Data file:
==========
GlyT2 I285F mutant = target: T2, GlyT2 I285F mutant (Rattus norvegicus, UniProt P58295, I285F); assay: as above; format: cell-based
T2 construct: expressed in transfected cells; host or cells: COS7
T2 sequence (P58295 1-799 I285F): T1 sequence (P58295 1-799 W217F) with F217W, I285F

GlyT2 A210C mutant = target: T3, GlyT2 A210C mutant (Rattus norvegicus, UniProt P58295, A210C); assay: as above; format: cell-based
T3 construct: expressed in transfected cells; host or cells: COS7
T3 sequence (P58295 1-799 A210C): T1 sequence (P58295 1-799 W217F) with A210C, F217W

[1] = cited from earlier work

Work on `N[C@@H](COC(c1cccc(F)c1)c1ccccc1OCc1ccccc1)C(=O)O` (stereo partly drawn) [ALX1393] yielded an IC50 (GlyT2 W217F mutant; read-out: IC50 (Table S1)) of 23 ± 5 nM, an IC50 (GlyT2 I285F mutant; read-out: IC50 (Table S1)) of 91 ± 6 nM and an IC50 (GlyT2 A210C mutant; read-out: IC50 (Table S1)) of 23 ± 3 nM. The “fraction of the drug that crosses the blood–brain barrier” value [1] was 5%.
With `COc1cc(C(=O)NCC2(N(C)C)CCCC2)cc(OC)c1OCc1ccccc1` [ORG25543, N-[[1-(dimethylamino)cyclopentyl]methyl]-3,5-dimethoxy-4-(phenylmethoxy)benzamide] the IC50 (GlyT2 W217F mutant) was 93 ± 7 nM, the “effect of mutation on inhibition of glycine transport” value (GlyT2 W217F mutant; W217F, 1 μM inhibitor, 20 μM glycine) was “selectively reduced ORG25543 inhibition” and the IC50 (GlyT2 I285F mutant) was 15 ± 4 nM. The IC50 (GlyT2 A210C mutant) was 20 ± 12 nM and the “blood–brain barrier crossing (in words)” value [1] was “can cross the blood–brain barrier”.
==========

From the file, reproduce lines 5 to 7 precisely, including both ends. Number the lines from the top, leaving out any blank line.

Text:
T3 construct: expressed in transfected cells; host or cells: COS7
T3 sequence (P58295 1-799 A210C): T1 sequence (P58295 1-799 W217F) with A210C, F217W

[1] = cited from earlier work